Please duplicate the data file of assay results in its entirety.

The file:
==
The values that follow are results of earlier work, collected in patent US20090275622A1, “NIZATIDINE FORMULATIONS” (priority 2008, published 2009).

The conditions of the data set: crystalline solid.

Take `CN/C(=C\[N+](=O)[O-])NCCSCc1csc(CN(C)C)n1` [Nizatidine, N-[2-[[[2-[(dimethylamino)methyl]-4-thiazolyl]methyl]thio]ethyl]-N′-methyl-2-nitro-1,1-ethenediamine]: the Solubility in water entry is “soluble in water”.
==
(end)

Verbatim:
The values that follow are results of earlier work, collected in patent US20090275622A1, “NIZATIDINE FORMULATIONS” (priority 2008, published 2009).

The conditions of the data set: crystalline solid.

Take `CN/C(=C\[N+](=O)[O-])NCCSCc1csc(CN(C)C)n1` [Nizatidine, N-[2-[[[2-[(dimethylamino)methyl]-4-thiazolyl]methyl]thio]ethyl]-N′-methyl-2-nitro-1,1-ethenediamine]: the Solubility in water entry is “soluble in water”.